UNITED STATES BANKRUPTCY COURT FOR

EASTERN DISTRICT OF KENTUCKY

COVINGTON DIVISION

IN RE:

A. WILLIAM ERPENBECK

DEBTOR CASE NO. 02-21835

MICHAEL L. BAKER, Trustee in Bankruptcy PLAINTIFF

VS. ADV. NO. 03-2064

A. WILLIAM ERPENBECK, MARCIA ERPENBECK,

B & G HOLDINGS, LLC, BILL ERPENBECK

CHILDREN, LLC, BILL ERPENBECK CHILDREN

TRUST, J. THOMAS FEAGAN, ANGELA FEAGAN,

PEOPLES BANK OF NORTHERN KENTUCKY, INC.,

METCO/LYKINS, LLC, and UNKNOWN LESSEES

AND/OR TENANTS, IF ANY DEFENDANTS

MEMORANDUM OPINION

I. Introduction

B & G Holdings, LLC ("B & G") is before the court on the Motion of Defendant B & G Holdings, LLC to Dismiss Complaint of Michael L. Baker, Plaintiff/Trustee, Crossclaim of PBNK, Inc. f/k/a Peoples Bank of Northern Kentucky, Inc., and Counterclaim and Crossclaims of Nayia Petroleum, LLC that it filed on March 4, 2004. Count I of the Complaint initiating this proceeding seeks to avoid certain transfers of the interest of A. William Erpenbeck (the "Debtor") in B & G, and Count II seeks to sell certain real property owned by B & G (the "Property") free and clear of the defendants' interests in the Property pursuant to 363(f) of the Bankruptcy Code. The court interprets B & G's motion as requesting the dismissal of Count II of the Complaint, which is the only claim asserted against B & G, and certain cross-claims against it.

In addition, Nayia Petroleum, LLC ("Nayia") is before the court on the Motion for Jury Trial that it filed in this proceeding on February 23, 2004, which seeks a jury trial on all non-core issues. Furthermore, Metco / Lykins, LLC ("Metco") is before the court on the Motion to Dismiss Metco / Lykins, LLC on Plaintiff's Complaint and Crossclaim of Nayia Petroleum that it filed in this proceeding on March 12, 2004. Having considered the motions, the responses thereto, and the arguments of counsel, the court finds that Count II does not present any genuine issues of material fact and that B & G and Metco are entitled to judgment on that claim as a matter of law. The court further concludes that it lacks subject matter jurisdiction of the cross-claims against B & G and against Metco.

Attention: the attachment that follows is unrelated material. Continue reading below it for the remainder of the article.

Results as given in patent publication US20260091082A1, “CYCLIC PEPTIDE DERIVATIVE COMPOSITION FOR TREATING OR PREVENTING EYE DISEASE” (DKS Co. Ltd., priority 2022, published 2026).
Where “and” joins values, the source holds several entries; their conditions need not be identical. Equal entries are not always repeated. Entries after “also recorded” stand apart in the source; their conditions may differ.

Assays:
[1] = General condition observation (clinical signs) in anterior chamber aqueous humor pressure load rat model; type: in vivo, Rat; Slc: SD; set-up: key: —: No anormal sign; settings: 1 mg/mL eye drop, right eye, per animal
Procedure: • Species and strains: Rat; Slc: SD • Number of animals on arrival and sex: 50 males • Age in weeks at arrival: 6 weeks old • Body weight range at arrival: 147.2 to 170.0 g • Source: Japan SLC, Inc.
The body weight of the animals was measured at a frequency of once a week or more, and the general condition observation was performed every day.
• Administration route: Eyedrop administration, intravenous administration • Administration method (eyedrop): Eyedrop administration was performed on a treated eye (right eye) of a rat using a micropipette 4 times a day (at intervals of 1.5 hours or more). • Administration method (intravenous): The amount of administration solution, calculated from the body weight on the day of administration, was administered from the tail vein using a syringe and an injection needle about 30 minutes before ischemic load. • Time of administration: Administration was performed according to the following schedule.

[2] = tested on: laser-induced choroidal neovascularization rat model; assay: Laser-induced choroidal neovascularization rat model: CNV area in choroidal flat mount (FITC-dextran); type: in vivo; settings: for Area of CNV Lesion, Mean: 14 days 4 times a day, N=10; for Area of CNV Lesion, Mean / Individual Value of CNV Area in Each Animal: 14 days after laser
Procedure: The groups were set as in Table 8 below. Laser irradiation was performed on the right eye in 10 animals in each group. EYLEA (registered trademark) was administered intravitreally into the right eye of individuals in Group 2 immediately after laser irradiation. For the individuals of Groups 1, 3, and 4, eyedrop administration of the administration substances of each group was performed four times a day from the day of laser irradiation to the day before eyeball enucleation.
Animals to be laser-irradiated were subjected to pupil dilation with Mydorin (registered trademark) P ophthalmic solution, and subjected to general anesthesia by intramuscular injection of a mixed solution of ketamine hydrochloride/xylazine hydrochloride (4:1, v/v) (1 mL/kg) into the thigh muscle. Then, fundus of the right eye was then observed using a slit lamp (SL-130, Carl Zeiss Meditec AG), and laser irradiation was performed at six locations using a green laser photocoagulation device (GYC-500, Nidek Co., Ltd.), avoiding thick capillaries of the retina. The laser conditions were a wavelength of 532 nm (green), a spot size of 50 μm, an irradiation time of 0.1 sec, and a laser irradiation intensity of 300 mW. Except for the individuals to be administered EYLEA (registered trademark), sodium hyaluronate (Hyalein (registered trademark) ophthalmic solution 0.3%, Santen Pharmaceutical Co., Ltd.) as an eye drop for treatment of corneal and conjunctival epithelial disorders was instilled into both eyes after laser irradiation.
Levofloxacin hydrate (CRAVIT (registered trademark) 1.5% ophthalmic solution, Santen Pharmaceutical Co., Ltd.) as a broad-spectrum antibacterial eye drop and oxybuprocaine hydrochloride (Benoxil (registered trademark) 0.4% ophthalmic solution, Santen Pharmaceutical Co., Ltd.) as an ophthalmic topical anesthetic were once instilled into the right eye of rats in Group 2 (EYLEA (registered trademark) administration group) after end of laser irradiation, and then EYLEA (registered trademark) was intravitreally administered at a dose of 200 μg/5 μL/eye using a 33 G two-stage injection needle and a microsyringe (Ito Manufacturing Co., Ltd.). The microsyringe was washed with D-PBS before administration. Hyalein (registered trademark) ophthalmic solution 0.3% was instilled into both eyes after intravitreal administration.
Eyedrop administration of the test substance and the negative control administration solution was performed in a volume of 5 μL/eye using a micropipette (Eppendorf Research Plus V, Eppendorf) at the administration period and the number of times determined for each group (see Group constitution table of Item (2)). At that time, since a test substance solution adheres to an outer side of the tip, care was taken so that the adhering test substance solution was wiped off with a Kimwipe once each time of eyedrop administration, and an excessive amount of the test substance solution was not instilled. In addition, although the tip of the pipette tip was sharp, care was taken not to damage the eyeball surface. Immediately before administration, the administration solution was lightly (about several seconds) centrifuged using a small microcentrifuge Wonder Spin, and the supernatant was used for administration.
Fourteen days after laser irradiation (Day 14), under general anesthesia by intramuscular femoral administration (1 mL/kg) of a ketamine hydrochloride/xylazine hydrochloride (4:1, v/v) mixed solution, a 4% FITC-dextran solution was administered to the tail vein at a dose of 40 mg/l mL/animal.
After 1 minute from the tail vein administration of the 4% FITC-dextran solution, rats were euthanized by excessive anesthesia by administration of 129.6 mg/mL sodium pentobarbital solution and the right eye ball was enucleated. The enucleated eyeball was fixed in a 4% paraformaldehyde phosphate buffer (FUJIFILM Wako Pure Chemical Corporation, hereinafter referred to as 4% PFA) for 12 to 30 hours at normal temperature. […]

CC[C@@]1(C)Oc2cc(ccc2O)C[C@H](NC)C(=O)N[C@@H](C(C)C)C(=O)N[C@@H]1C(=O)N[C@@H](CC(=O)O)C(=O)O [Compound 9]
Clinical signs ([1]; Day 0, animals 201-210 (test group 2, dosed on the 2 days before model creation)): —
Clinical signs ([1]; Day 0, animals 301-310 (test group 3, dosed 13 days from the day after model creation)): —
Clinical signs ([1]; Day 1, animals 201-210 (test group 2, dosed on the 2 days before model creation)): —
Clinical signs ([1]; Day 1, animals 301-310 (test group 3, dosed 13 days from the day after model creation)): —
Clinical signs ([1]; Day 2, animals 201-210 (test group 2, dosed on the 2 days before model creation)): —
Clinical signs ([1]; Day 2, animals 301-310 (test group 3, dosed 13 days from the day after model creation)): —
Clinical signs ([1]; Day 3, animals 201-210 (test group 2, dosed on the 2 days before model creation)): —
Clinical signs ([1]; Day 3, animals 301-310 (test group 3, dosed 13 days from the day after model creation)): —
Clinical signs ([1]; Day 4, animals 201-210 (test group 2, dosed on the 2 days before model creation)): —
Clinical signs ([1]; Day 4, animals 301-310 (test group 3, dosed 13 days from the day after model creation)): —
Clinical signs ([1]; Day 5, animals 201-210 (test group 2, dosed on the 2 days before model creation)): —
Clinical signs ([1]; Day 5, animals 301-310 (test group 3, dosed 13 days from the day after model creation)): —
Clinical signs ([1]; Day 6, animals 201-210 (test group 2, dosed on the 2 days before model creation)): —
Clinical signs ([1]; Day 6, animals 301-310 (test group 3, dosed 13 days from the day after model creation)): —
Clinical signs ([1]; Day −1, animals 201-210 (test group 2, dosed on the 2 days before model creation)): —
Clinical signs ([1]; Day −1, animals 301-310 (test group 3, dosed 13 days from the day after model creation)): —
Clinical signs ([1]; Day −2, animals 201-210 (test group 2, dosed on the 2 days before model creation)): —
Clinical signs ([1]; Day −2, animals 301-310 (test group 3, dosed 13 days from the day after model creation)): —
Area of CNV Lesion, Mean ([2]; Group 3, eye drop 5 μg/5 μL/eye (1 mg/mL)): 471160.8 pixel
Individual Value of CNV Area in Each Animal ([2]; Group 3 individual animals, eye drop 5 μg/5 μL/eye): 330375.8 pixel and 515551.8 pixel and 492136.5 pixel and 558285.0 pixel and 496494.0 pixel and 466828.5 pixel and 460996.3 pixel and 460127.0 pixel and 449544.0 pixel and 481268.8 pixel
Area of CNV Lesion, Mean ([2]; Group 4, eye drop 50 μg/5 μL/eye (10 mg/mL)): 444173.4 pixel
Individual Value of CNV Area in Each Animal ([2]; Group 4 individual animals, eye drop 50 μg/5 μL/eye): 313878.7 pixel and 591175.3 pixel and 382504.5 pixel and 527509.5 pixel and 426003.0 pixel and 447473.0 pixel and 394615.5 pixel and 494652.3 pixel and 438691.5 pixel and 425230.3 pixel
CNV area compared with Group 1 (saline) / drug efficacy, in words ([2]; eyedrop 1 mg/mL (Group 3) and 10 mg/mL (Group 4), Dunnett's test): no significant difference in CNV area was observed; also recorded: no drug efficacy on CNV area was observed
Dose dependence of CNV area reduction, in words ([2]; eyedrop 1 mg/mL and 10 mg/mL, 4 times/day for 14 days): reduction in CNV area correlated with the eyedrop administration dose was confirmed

II. Factual and Procedural Background

According to the Complaint, on December 31, 1998 the Debtor transferred his 50% membership interest in B & G to Bill Erpenbeck Children, LLC for no consideration. Then, on December 30, 2000, Bill Erpenbeck Children, LLC transferred that interest to Bill Erpenbeck Children Trust, again for no consideration. B & G owns the Property, located at 321 Mt. Zion Road in Boone County, Kentucky.

On July 31, 2002 an involuntary petition for relief under Chapter 7 of the Bankruptcy Code was filed against the Debtor. On September 18, 2002 the court entered an order for relief. Plaintiff Michael L. Baker (the "Trustee") was appointed trustee of the Debtor's bankruptcy estate on October 4, 2002. He filed the Complaint initiating this adversary proceeding on December 30, 2003. On February 9, 2004 Nayia filed an answer including a counterclaim asserting a right of first refusal with respect to the Property and a cross-claim against B & G for breach of lease and for fraudulently inducing the lease and the purchase of a business located at the Property. The fraud claim was also asserted in a cross-claim against Metco and, by an amendment to the answer, against Peoples Bank of Northern Kentucky, Inc. On February 24, 2004 PBNK, Inc., formerly known as Peoples Bank of Northern Kentucky, Inc. ("PBNK"), filed an answer asserting a cross-claim against B & G (and against J. Thomas Feagan and Angela Feagan) claiming a mortgage on the Property and seeking judgment for the balance of the secured indebtedness.

On March 1, 2004 the court entered an Order Appointing Warning Order Attorney, appointing an attorney to give notice of the pendency of this proceeding to the tenants of the Property. As indicated above, B & G filed its motion to dismiss on March 4, 2004, seeking the dismissal of the Trustee's claim against it as well as PBNK's and Nayia's cross-claims against it. The Trustee filed a response to the motion on March 5, 2004 but neither PBNK nor Nayia have done so. The Trustee's response does not address the merits of the motion, but merely asks the court to bifurcate Counts I and II of his Complaint. As also indicated above, Metco filed its motion to dismiss, seeking the dismissal of the Trustee's claim against it as well as Nayia's cross-claim against it. Nayia filed a response to the motion on March 18, 2004, but the Trustee has not done so.